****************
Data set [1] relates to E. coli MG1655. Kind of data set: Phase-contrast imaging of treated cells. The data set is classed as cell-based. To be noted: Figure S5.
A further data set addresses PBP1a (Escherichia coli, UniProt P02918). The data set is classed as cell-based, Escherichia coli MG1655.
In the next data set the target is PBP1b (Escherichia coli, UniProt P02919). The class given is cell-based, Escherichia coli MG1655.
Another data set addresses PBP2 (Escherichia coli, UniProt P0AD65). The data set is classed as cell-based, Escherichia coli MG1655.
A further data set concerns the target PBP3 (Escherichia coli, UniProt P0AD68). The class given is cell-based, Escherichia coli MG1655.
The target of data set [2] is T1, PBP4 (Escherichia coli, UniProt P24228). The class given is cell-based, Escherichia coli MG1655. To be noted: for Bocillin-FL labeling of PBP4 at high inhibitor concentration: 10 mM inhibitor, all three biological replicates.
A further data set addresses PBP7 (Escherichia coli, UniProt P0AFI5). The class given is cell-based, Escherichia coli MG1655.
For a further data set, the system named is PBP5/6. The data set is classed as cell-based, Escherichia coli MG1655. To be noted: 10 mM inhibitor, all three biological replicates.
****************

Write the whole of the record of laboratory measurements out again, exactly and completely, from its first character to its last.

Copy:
Data set [1] relates to E. coli MG1655. Kind of data set: Phase-contrast imaging of treated cells. The data set is classed as cell-based. To be noted: Figure S5.
A further data set addresses PBP1a (Escherichia coli, UniProt P02918). The data set is classed as cell-based, Escherichia coli MG1655.
In the next data set the target is PBP1b (Escherichia coli, UniProt P02919). The class given is cell-based, Escherichia coli MG1655.
Another data set addresses PBP2 (Escherichia coli, UniProt P0AD65). The data set is classed as cell-based, Escherichia coli MG1655.
A further data set concerns the target PBP3 (Escherichia coli, UniProt P0AD68). The class given is cell-based, Escherichia coli MG1655.
The target of data set [2] is T1, PBP4 (Escherichia coli, UniProt P24228). The class given is cell-based, Escherichia coli MG1655. To be noted: for Bocillin-FL labeling of PBP4 at high inhibitor concentration: 10 mM inhibitor, all three biological replicates.
A further data set addresses PBP7 (Escherichia coli, UniProt P0AFI5). The class given is cell-based, Escherichia coli MG1655.
For a further data set, the system named is PBP5/6. The data set is classed as cell-based, Escherichia coli MG1655. To be noted: 10 mM inhibitor, all three biological replicates.